Brown told: ‘Rich don't have the answers to the crisis'

22 June 2009 - 11:44am


UN summit, 24-26 June, New York

G8 summit, 8-10 July, Italy

Criticism of prime minister's commitment to a ‘new politics' as he shuns the UN but attends the G8

Campaigners today criticised Gordon Brown for refusing to send a cabinet minister to the United Nations summit on the economic crisis (1), but personally attending the 'outdated and elitist' G8 meeting in July.

War on Want, Jubilee Debt Campaign and the World Development Movement argue that as the vast majority of the world's countries are not invited to the G20 or G8 meetings, the UN summit is vital in enabling those least responsible for the crisis to make fair and effective decisions on the future of the world economy.

A commission, chaired by Nobel laureate Joseph Stiglitz, has already devised a series of radical recommendations for global economic reform. But the three organisations claim the UK and other western governments have been trying to water down proposals, including threats of boycott and public rubbishing of the summit. They say there are signs that Britain has been putting pressure on developing countries to downgrade their own support for the summit. And UN diplomats have revealed that UK government officials have been visiting developing country capitals in order to "persuade" them not to send high ranking officials to the UN conference.

Ruth Tanner, campaigns and policy director at War on Want, said: "Brown is determined to see off calls for regulation and continue on the path of free market fundamentalism at all costs. The UK government has made no secret of its efforts to rubbish the UN process. Alarmingly, it now looks like the government is also going out of its way to undermine the involvement of developing countries as well."

Nick Dearden, the Jubilee Debt Campaign director, said: "If we're ever going to see a more just economy, the prime minister and other western leaders need to start listening to the majority of the world. It's surely become apparent over the last 12 months that the rich don't have the answers. If we need to clean up politics in the UK, it's needed even more internationally, where the rule of the richest is still taken for granted."

Vicky Cann, campaigns officer at the World Development Movement, said: "The G8 is an outdated and elitist forum. The G20 is still unrepresentative and did not generate the radical ideas needed to make the global economy work for people and the planet. The focus on pushing free trade and rushing through the WTO Doha trade deal is a smokescreen behind which rich governments are hiding to keep big business happy. The World Bank, IMF and WTO need to be radically reformed and ideally replaced - not given more power over those countries which did nothing to create this crisis, but which are suffering most from it."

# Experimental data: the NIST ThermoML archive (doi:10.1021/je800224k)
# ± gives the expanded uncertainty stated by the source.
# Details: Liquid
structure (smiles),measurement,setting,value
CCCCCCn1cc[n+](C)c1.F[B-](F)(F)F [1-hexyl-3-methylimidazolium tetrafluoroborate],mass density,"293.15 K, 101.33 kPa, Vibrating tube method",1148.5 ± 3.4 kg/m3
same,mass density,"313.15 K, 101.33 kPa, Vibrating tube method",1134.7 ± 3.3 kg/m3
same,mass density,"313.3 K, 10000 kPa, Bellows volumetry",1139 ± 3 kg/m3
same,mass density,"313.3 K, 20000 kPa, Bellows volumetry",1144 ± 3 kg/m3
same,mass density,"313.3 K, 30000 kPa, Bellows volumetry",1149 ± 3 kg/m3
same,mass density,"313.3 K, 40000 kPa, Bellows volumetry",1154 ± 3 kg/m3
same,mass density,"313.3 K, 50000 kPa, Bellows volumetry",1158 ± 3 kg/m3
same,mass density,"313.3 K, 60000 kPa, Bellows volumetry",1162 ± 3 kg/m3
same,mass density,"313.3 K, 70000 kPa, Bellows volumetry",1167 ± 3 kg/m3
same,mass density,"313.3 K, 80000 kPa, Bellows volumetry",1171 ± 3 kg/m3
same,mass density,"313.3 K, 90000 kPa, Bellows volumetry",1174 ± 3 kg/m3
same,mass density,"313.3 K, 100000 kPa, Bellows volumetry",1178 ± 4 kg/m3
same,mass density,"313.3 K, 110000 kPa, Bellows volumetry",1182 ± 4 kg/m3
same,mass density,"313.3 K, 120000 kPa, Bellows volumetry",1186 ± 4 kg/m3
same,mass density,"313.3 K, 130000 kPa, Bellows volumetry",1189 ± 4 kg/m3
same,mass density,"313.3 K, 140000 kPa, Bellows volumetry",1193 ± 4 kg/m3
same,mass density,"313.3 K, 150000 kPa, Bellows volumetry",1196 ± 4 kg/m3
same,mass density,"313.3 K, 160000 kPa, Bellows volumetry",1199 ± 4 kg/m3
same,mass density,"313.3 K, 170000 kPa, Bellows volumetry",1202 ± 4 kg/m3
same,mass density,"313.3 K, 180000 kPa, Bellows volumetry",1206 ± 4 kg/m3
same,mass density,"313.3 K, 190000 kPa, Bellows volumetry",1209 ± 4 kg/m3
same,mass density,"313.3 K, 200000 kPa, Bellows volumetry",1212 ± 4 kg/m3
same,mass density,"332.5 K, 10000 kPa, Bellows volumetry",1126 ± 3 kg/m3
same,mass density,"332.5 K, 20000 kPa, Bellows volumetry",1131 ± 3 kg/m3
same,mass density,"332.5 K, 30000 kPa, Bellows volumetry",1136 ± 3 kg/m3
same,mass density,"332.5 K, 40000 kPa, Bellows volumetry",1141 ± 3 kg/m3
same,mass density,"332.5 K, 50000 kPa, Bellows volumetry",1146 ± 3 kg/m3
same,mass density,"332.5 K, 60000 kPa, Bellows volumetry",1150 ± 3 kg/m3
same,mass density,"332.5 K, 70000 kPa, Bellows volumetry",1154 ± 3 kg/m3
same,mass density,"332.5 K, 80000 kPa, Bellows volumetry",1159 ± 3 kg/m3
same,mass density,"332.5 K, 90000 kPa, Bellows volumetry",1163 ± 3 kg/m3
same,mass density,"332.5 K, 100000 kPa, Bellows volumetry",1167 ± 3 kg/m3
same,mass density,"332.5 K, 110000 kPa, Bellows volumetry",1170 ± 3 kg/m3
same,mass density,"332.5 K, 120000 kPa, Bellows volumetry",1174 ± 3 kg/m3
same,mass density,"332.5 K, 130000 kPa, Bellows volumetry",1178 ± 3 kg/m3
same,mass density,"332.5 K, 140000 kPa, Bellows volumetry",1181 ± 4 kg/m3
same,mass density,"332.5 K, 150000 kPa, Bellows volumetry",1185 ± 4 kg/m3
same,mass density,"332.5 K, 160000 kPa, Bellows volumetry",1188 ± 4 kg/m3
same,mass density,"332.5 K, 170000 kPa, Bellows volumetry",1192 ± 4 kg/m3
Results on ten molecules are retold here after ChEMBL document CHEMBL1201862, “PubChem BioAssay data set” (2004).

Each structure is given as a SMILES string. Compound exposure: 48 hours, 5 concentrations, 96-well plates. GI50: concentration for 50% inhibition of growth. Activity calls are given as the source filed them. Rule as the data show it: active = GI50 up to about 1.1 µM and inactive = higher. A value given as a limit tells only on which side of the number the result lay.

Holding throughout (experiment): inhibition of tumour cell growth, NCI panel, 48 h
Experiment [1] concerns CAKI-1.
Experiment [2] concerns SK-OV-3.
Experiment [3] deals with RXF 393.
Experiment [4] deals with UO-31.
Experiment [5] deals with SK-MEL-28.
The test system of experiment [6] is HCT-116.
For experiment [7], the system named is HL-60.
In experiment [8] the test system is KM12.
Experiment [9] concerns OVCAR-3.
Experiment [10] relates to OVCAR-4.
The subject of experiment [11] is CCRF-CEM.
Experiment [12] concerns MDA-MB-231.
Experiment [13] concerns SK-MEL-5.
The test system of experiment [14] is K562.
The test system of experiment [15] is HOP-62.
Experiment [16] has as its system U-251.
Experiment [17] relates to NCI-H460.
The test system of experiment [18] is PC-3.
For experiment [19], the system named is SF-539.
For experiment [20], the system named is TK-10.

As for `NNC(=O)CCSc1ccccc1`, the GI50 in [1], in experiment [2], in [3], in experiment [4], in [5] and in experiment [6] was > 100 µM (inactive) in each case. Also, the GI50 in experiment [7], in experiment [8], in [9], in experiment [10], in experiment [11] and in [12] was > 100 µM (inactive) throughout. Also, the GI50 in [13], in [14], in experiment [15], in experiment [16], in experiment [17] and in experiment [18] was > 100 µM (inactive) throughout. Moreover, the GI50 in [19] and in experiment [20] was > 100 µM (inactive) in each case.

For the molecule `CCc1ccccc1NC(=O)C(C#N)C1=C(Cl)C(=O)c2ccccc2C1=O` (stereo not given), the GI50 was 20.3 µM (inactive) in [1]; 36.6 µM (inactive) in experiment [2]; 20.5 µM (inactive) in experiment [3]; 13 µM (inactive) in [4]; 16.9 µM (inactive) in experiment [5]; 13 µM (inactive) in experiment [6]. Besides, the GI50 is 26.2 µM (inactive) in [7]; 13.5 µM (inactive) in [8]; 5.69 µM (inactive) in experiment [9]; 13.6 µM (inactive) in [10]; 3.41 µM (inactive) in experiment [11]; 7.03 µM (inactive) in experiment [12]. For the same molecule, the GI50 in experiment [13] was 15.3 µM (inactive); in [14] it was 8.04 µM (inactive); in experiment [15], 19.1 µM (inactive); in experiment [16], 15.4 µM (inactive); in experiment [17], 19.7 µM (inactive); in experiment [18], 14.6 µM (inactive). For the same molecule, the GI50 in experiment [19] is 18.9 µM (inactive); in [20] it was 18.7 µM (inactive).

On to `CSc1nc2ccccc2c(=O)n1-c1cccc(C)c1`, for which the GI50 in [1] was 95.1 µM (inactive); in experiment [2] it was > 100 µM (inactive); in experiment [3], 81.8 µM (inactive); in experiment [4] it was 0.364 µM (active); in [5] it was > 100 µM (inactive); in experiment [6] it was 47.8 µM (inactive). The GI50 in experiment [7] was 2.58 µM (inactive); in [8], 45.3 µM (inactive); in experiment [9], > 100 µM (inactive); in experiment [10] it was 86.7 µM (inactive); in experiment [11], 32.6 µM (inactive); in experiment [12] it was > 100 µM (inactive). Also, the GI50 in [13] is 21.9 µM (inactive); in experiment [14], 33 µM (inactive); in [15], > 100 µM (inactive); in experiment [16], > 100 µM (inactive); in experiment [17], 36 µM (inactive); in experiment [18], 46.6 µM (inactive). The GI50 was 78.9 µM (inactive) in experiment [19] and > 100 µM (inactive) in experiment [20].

Campaigners are particularly anxious that the summit agrees that transformative, structural change to the global economy is needed, not simply tinkering at the edges. Particular support is given to professor Stiglitz's proposals for:

  • a powerful global economic coordination council within the UN, which would bring a more just and sustainable form of global economic coordination than is currently offered by the World Bank, IMF and World Trade Organisation.
  • a debt restructuring mechanism, leading to cancellation of unpayable and illegitimate developing country debt.
  • an end to the practice of forcing economic policies on developing countries, and radical reform of international financial institutions and the WTO.
  • new arrangements for a global reserve currency to replace the dollar.

Campaigners are also calling for climate change to be tackled through the UN and fear the G8 will pre-empt an international discussion at Copenhagen in December.


Paul Collins, War on Want media officer (+44) (0)7983 550728

Nick Dearden, Jubilee Debt Campaign (+44) (0)7932 335464

Kate Blagojevic, World Development Movement media office (+44) (0)7711 875345


1. United Nations Conference on the Financial and Economic Crisis and its Impact on Development on 24-26 June in New York City.


    Downsizing where it's not needed

    22 June 2009 - 12:00am

    » Original article at The Morning Star

    The much-heralded UN summit on the global economic crisis kicks off in New York tomorrow. The conference has been tasked with building consensus on how to deal with the crisis and its impact on international development.

    With an additional 200 million people now facing extreme poverty as a result of the worldwide recession, the need could not be more urgent.

    Yet the summit is fast turning into a showdown between developing and developed nations over an even more fundamental question.

    Do we want to see key issues of global economic governance opened up to the full membership of the UN, or are we happy to leave such issues in the hands of self-appointed groups such as the G8 and G20? In a nutshell, who should run the world?

    The first-ever meeting of the G8 was held back in 1975, and actually involved only six countries - France, Germany, Italy, Japan, the US and Britain.

    Even with the subsequent addition of Canada and Russia, the group laid no claim to legitimacy.

    The decision to turn to the G20 for its London summit in April was a realistic acknowledgement that no solutions would be meaningful without involving countries such as China, India, Brazil and Saudi Arabia. The American century is now behind us, and European hegemony a very distant memory.